Just over a month ago, down the road on the campus at the University of North Carolina at Charlotte, an assailant opened fire and killed two and seriously wounded a handful of others.
The unthinkable happened in our backyard.
“Violence can occur anywhere at any given time,” said Patrol Sgt. Larry Hubbard, with the Concord Police Department.
Thursday evening at Cannon School, the city of Concord, Concord Police Department, emergency management and Concord Fire Department collaborated on a citizen active violence awareness and training workshop that was open to the public.
It was the first time that emergency responders reached out to the public for this type of presentation.
The message: “Are you prepared?”
“It’s a complicated situation and it’s rare that you get any kinds of heads up,” said Jim Sells, the emergency management coordinator for the city of Concord.
The speakers discussed statistics and data, background information and ways to prepare for crisis situations.
Sells said most shootings are planned days, or even weeks, in advance, so if anyone sees suspicious activity to contact administrators or law enforcement officers.
“The objective of the course is to instill some basic options for people in case they get caught in a situation like this that can potentially help save their lives,” Sells said.
A tragic occurrence nearly happened in October 2003 at Concord High School when a 15-year-old had a plan to place explosives in the school. He also had a hit list with more than 20 names.
Sells said the student was arrested and found with napalm and instructions after another student overhead suspicious activity and told a teacher.
The topic of the presentation was “480 seconds,” which equals eight minutes – the average time for emergency responders to get to the scene.
But what about the moments leading up to police arriving?
Hubbard said the public instructional course is designed to let people know what to do during that time.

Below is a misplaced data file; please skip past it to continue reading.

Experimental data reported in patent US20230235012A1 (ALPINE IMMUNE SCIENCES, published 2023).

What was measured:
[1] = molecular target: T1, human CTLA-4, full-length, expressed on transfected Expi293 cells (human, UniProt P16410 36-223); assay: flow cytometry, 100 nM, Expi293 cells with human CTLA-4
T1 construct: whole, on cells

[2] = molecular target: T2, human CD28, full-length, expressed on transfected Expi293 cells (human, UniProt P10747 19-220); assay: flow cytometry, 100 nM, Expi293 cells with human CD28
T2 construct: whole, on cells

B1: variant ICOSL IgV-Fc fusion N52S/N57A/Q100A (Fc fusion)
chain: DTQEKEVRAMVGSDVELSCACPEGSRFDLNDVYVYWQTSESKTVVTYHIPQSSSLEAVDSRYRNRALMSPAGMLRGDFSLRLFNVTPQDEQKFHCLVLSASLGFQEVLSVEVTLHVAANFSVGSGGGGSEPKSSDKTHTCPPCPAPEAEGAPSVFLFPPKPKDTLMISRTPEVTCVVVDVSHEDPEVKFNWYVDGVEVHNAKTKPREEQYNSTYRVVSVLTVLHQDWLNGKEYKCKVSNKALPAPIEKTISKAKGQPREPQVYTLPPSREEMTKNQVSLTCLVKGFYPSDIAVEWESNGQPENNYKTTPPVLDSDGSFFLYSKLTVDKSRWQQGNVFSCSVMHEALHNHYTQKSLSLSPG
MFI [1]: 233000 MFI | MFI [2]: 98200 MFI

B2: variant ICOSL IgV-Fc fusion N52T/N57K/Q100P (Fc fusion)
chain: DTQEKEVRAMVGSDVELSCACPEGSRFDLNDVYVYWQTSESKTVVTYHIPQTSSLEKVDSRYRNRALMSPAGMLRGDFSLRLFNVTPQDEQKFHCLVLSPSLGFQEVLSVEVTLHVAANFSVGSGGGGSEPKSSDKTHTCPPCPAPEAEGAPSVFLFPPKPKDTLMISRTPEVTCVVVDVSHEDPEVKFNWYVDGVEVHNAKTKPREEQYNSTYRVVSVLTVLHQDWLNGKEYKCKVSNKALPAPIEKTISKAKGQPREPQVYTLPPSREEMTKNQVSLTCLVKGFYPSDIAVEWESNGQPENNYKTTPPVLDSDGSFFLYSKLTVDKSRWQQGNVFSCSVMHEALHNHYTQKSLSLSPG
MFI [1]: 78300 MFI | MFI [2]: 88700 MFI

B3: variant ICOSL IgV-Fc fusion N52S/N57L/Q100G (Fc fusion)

“People should always be aware of their surroundings when they are walking into any kind of structure,” Hubbard said. “Where are the exits? Where’s the nearest phone to call for police? Be observant and always be cautious.”
Sells mentioned some suggestions, including locking a door because it takes time for a gunman to break through.
“It depends on where you are at when the situation starts,” Sells said. “First thing, if you can do it, try to get away from the building as far as you can. If you can’t get out, then try to hide and get out of the line of sight. If someone is in the room with you, then the last option is try to defend yourself, fight them and try to stop what’s going on.”
In 2018, there were 323 mass shootings in the United States, with 387 fatalities and 1,274 injured.
This year has already seen shootings on the campus of UNCC and, most recently, at a city building in Virginia Beach where 13 people were killed.
“We are really just hoping to educate the public because if something like this happens, you have to react,” said Bethany Ledwell, communications director for the city of Concord. “There’s not a lot of time to think. If something like this happens, we want people to know how to devise a plan that’s best for their safety.”
Officials said they hope to have more citizen active violence awareness and training workshops for the public in the future.
“It’s very important. This is long overdue,” Hubbard said. “The fire department and the police department are working really well together. This is the best I’ve seen us perform together in a long time. It can only get better, and I hope this is the first of many.”